The oblong plain of Martyr's Square, lined by excavations, looks out over the Mediterranean. Until 1975 it boasted movie theatres, hotels and palm trees. Since the civil war, in which it became a lethal no man's land between the christian east and the islamic west of Beirut, it lies waiting for a new destination. On March 14, shortly after the assassination of prime minister Rafiq Hariri, two million Lebanese stood here shouting for independence from Syria, the one-party state that governed Lebanon for thirty years, under the cloak of pan-Arab unity. Gebran Tueni stood on the stage, a well groomed man in his forties with unmistakeable charisma. 'Take the oath with me!', he shouted to the masses at his feet. 'We, christians and muslims, pledge by God almighty that we will stay united until the end of times, to protect our beloved Lebanon.' The crowd chanted the oath word for word after him. Right behind him, the sparkling new An-Nahar building rose into the air, home of the newspaper of which he had been publisher, chairman of the board and columnist since 2000. Now his portrait, larger than life, hangs above the entrance: dressed in a handsome suit, a scarf in the Lebanese red and white loosely around his neck, under his thin moustache the steely smile of a leader in times of crisis, the right hand beckoning in the air. Was he one of the new democratically thinking leaders the Arab world needs? Did he have the blueprint of a sovereign state with space for all the different denominations in his head? Did he know how to leave a century of power dynasties, nepotism and sectarian politics behind? Or was he an example of the new phenomenon that Turkish author Orhan Pamuk observed recently: the new non-Western elite, who 'justify the rapid rise in their fortunes by assuming the idiom and the attitudes of the West', while responding to criticism by their countrymen of ignoring tradition 'by brandishing a virulent and intolerant nationalism'?
Early Monday morning, December 12th, Gebran Tueni drove from his home in Mkalless, on the hillside north-east of downtown, to his office. In a curve of the road sixty kilograms of explosives detonated when he passed. His armoured limousine was blown right through the guard-rails. Georges Nassif, editor of An-Nahar's religion supplement ('christians and muslims, everyone is represented'), was about to leave for work when the telephone rang. 'I burst into tears,' the likeable chain-smoker recalls. 'At the newspaper there was an atmosphere of bewilderment. The fifth deadly attempt since the killing of prime minister Hariri in February. And all the victims were greek-orthodox: the bridge-builders of the new Lebanon, christian and Arab at the same time, open to the East and to the West.' The next morning, Ghassan Tueni arrived at the newspaper. The eighty year old eminence of Lebanese journalism and diplomacy - former ambassador at the United Nations, long-time editor of An-Nahar - had returned from Paris a day after his son, where he had received the Legion d'Honneur from Dominique de Villepin. After having lost his wife and two sons he now grieved the death of his last child. Breakable, lightly stooping, he addressed the gathered staff. 'Gebran is not dead. An-Nahar will continue. That will be tomorrow's headline.' That was all he said. Then he went home to rest. An-Nahar is one of the two main newspapers of Lebanon, and a model for Arab media in the 21st century. Founded in 1933, at the time of French rule, by grandfather Gebran who literally went from paperboy to millionnaire, the newspaper made the Tueni's into one of Lebanon's prominent dynasties. Outside of the country itself the paper is distributed in the Gulf states and Paris. Most important articles are available on the bi-lingual website. The building, which opened eightteen months ago, is a wonder of space and light. The round editorial offices are full of flat-screen monitors. The cartoonist produces his daily drawings inside a glass pillar in the middle of the workfloor. In the fully equipped training centre young journalists from all over the region follow courses in all aspects of making a newspaper. On his frequent trips Gebran Tueni kept an eye on the work through webcams. Even now he's omnipresent, on posters, buttons and screensavers. Georges Nasif, of the religion supplement, grins when we catch him with a pen in hand. 'We of the older guard received an ultimatum from Gebran. A year from now, writing on paper had to be left behind. He was a man of the future. Rooted in the newspaper's history, but determined to lead An-Nahar into the age of new technology. Since he took over from his father in 2000, he was constantly pushing for innovation. The design of the building, open and inclusive, was his in all its details. Beirut is a meeting-place between cultures, he said, the Martyr's Square is its new heart and so An-Nahar should also express this openness. Until the end of the civil war this paper was regarded as christian, right of center. Gebran brought a new generation of journalists inside. Muslim columnists were hard to find immediately, so he began with leftist christians like me, Elias Khoury and Samir Kassir, who was killed in June. Former marxists, all of us, who wanted a newspaper for the new Lebanon, which counts 65% of muslims. Starting with the large demonstrations in March the paper became the voice of the new movement for Lebanese sovereignty. We spent as much time in the square as behind our desks. An-Nahar is more than a newspaper. It is a movement, and we are its warriors. For us this is not a job, but our whole life.' A few glass doors away the editor of the literary supplement resides, Elias Khoury, the great novelist of the war and the Palestinian exodus. On his desk too there are suspiciously high piles of paper. But Khoury, with his grand reputation, magisterial pen and the investigative distance of his eyes behind glasses, he does not seem like a man to whom one puts an ultimatum. He shared Gebran Tueni's pursuit of a sovereign country. But where Tueni's tirades on every Thursday's front page aimed at the Baath-regime in Syria, Khoury thinks larger: to him, an independent Lebanon is a contribution to a new, democratic Arab world. 'We can be the model for the Palestinians to end the occupation and for true democracy in Iraq. The fate of the whole region is in suspension, and Lebanon plays a key role. That started with the demonstrations of March 14: the Americans called it the Cedar Revolution, I prefer to speak of our own intifadah. For the first time in 75 years we knew consensus in Lebanon. Gebran Tueni then joined the national coalition, leading to his place in parliament as the representative of Beirut. That coalition is necessary, whatever differences we might have had on social and economic topics.' After the assassination he quoted in his supplement Pablo Neruda's poem of the Spanish civil war, about the blood that flowed through the streets. 'With the killings, the Syrian regime is trying to creat a political crisis in Lebanon, so they might resume control over the country. Their influence on the army and the secret service is still strong. It is no coincidence that they are attacking writers and journalists: we defend democracy. And it isn't over yet. We are all targets, but it would be unwise to start writing more carefully now. We cannot afford to lose this battle. That would mean the end of the nation. When under fire you have to shoot back, so I learned during the war.'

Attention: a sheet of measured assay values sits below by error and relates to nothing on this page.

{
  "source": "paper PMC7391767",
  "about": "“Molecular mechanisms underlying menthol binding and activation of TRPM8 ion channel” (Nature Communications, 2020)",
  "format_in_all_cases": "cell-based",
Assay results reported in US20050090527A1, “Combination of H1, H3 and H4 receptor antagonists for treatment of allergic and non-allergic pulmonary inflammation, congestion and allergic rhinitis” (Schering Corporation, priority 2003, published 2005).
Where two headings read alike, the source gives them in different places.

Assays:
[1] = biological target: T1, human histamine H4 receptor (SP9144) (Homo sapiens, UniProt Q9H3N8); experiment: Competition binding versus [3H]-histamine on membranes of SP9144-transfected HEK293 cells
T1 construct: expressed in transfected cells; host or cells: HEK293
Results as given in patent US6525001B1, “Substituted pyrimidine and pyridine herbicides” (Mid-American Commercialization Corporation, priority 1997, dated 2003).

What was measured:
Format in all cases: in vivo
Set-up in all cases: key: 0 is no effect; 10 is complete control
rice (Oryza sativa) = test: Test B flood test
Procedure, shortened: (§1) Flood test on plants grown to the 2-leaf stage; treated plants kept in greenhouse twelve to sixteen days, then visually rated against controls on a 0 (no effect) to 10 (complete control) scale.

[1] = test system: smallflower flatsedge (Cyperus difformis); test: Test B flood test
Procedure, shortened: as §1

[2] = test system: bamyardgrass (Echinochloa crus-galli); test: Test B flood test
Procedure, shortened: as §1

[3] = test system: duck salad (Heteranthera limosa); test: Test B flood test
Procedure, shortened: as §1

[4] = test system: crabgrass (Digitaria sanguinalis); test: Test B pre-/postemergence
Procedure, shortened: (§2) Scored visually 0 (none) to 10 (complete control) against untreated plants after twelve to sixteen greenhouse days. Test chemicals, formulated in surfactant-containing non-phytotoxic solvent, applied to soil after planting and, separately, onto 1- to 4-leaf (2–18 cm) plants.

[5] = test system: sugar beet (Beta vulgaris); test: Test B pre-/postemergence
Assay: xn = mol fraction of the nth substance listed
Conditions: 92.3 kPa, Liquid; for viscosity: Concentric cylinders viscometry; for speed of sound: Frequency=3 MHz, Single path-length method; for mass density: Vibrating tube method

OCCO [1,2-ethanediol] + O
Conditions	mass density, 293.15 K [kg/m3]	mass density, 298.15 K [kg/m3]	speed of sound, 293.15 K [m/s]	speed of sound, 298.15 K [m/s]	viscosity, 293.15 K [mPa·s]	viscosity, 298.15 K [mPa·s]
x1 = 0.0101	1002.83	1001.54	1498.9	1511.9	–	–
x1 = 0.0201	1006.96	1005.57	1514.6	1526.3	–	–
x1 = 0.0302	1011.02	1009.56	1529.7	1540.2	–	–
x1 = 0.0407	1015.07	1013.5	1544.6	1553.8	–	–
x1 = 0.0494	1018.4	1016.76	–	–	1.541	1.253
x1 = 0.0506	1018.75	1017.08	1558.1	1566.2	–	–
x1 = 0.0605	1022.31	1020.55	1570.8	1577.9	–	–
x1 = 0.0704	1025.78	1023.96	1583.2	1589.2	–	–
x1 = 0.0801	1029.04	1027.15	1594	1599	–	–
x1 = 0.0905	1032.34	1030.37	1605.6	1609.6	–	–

(video) As far as Arab journalists go, Gebran Tueni was uncharacteristically direct. No shadowy sentences, no space for ambiguous interpretations. According to his last columns Syrian president Bashar Assad was a war criminal, who kept Lebanon in a stranglehold through his two 'Trojan horses': the maronite president Lahoud, whose second term he pressed through during the last unfree elections, and Hezbollah, the shiite party that hasn't put down its arms since the withdrawal of Israeli troops from South-Lebanon. 'Does Hezbollah want to be part of the offensive that is trying to destabilize Lebanon?', Tueni asked. 'Is it acceptable in a democratic system, based on dialogue and consensus, that the parliamentary majority is being held hostage by an armed minority?' When I ask Elias Khoury if Tueni, in the fire of his campaign for national unity, wasn't on the verge of excluding whole parts of the population, the writer perseveres in subtle diplomacy. 'You can exclude a political party, but not the whole shia community. The coalition will keep the door open for Hezbollah, even now their ministers have refused for months to fulfill their role in cabinet. After all, they have been vital in the resistance against Israeli occupation. If Hezbollah decides to follow the Syrian line, or the Iranian discourse with its racist denial of the holocaust, well, then they will have to take their responsibility. I count on the wisdom of people, even if history often proves their ignorance...'